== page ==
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Northern leaders demand fairer transport deal

Words: Laura Edgar
 Transport infrastructure / iStock_000016091648

Political and business leaders from across the north of England have met to demand a fair transport deal from the government.

The meeting follows the announcement in July by transport secretary Chris Grayling that new bi-mode trains will be used on some lines instead of electrifying them.

These technologies will be deployed on the Great Western Main Line in South Wales, the Midland Main Line, and on the Lakes Line between Windermere and Oxenholme, “instead of carrying out disruptive electrification works along the whole of these routes”.

Grayling’s announcement came at the same time that he declared his support for Crossrail 2, causing confusion and concern about the government’s commitment to the Northern Powerhouse.

Since Grayling made the announcement, about 70,000 people have signed an Institute For Public Policy Research petition calling on the government to immediately commit to HS3 and other Northern Powerhouse rail projects as well as billions of “catch-up cash” for transport infrastructure in the north of England.

Earlier this week, former chancellor George Osborne urged Prime Minister Theresa May to commit to building high-speed rail lines across the north of England. He said HS3, which was approved when Osborne was in government, would help May to “relaunch her premiership”.

Andy Burnham, Mayor of Greater Manchester; Judith Blake, leader of Leeds City Council; Steve Rotheram, Mayor of Liverpool City Region; Nick Forbes, leader of Newcastle City Council; Julie Dore, leader of Sheffield City Council and Sir Richard Leese, leader of Manchester City Council, all attended the meeting.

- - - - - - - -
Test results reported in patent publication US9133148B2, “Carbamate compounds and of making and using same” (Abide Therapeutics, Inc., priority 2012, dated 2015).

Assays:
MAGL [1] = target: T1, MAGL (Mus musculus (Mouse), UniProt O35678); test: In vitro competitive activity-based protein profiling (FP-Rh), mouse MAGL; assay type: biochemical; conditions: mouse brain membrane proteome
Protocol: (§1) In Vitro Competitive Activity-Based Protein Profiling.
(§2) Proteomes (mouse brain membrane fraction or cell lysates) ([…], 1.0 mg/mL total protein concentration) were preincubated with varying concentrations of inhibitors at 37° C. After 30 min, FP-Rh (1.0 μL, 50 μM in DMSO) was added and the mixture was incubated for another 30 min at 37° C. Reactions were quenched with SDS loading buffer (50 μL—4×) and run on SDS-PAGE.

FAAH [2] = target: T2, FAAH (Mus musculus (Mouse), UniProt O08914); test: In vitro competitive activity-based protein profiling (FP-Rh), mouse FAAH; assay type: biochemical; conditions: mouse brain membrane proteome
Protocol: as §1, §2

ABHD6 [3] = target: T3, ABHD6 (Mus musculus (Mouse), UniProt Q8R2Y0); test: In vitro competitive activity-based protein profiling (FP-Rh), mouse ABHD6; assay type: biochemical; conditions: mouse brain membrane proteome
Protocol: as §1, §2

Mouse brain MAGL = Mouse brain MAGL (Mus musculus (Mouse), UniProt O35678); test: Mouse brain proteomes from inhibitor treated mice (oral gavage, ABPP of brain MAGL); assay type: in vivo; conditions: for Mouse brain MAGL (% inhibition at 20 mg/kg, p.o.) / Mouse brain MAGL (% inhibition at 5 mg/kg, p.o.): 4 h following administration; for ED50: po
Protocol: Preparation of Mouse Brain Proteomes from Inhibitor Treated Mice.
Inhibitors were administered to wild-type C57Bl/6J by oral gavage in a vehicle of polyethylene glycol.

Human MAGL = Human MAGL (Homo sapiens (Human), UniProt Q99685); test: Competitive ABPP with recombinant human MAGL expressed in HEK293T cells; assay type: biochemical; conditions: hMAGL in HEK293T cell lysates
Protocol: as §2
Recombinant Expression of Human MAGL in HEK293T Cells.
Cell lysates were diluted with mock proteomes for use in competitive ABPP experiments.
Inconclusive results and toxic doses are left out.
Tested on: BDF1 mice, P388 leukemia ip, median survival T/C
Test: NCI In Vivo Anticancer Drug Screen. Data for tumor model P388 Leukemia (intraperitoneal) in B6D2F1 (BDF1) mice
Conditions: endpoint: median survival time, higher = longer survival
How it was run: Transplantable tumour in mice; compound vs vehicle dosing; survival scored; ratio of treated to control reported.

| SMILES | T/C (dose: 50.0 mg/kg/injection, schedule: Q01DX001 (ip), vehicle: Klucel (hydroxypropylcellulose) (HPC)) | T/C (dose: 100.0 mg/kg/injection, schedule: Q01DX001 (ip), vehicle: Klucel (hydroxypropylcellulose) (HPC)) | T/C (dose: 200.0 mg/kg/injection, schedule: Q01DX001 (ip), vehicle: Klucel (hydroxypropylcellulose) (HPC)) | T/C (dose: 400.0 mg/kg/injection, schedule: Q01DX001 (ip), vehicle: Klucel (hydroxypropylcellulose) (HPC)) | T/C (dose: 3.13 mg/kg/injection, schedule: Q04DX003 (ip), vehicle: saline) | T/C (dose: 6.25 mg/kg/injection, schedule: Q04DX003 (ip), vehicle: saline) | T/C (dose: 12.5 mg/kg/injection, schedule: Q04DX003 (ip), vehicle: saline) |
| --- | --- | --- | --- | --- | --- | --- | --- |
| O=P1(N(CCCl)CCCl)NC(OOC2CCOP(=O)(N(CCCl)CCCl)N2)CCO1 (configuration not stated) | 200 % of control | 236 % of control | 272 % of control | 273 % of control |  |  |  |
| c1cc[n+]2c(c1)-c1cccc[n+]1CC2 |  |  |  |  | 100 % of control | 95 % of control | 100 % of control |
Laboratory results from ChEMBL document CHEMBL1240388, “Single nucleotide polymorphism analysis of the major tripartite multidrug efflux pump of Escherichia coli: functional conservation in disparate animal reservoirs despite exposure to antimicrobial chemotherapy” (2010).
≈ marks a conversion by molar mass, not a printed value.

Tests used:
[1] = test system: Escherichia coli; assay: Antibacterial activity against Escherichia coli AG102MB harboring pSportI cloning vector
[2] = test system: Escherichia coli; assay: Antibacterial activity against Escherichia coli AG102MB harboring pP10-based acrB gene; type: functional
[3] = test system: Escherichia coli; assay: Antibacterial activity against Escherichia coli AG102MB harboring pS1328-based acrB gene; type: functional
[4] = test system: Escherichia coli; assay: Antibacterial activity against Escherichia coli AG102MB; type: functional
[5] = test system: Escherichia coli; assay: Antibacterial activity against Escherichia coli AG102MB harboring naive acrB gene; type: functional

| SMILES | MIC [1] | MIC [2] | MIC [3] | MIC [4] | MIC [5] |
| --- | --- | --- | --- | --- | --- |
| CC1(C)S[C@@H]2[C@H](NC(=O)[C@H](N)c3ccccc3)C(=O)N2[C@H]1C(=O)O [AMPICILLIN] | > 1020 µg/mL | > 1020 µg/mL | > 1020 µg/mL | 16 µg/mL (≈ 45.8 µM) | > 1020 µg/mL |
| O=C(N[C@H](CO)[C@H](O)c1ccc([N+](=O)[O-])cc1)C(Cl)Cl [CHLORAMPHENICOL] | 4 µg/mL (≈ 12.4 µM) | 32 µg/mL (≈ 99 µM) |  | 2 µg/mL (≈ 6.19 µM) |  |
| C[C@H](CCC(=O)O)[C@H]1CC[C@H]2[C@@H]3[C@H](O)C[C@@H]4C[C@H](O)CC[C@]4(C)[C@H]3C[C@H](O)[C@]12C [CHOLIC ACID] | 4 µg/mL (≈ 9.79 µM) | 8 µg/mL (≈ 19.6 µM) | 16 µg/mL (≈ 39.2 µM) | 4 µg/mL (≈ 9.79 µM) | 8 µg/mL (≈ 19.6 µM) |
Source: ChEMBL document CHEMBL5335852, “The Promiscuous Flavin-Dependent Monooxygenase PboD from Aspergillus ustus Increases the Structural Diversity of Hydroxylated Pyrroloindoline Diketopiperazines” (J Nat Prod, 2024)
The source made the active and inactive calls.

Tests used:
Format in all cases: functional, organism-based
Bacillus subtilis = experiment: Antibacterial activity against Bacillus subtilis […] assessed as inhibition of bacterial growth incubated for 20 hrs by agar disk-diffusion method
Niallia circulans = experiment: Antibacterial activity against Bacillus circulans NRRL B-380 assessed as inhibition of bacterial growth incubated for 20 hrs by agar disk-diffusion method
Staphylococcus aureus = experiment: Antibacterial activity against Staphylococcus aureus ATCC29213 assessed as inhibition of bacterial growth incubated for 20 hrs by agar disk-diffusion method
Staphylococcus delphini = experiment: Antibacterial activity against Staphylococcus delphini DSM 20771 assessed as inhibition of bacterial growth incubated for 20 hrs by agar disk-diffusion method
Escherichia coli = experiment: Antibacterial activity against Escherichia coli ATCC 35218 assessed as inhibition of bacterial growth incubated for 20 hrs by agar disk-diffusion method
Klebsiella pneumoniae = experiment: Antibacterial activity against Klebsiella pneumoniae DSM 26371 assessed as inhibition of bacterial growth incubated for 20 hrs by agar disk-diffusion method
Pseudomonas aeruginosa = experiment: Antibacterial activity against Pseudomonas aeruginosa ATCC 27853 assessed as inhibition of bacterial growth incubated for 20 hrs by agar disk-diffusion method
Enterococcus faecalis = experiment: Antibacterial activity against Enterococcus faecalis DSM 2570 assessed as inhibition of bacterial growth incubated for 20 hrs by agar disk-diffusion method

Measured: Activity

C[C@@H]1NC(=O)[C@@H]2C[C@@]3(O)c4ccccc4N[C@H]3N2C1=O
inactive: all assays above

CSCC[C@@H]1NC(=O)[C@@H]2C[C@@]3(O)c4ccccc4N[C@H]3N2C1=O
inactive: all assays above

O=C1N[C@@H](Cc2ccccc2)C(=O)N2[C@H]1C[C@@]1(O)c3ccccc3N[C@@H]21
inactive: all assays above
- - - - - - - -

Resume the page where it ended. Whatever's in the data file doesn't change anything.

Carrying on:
At the meeting, the leaders agreed that a representative body of political, business and other leaders should be set up to speak with one voice for the North.

They said the new body is needed “to bring the Northern perspective to crucial long-term issues currently being debated, such as Brexit and transport funding”.

It will also be able to make the case for further devolution of power from Westminster to the north of England.

Burnham said the event showed that “the patience of people in the north of England has run out”.

“We are getting organised and demanding the government keeps all of its promises to people here and delivers a fair funding deal for the North of England.

“We are not against our capital city developing world-class infrastructure, but it cannot be at the expense of the North. People here have put up with clapped-out trains and congested roads for long enough.

“The fact we have such strong private sector support at this event shows that this not about party politics but civic and business leaders uniting to get a fair deal for the North.”

“The government needs to show it is serious about rebalancing and revitalising our economy. We need to see clear prioritisation and a timetable for Crossrail for the North from the government as well as other vital transport improvements going ahead as soon as possible.”

Blake said: “Transforming rail connections across the North was part of the original plan to create a Northern Powerhouse and was estimated to bring £100 billion in economic growth as well as 850,000 new jobs. The people of the North are demanding a direct commitment from the government to increase investment in transport and to settle for any less would hold back the potential of the North for decades to come.”

Read more:

Analysis: Government urged to reaffirm commitment to Northern Powerhouse

Chris Grayling ministerial statement

TransPennine and Midland Mainline electrification works to resume

Northern Powerhouse hit by rail modernisation delays

£38 billion of rail network improvements announced

Electrification for Lake District route

Clegg unveils infrastructure package for the North

Grayling backs Crossrail 2

Image credit | iStock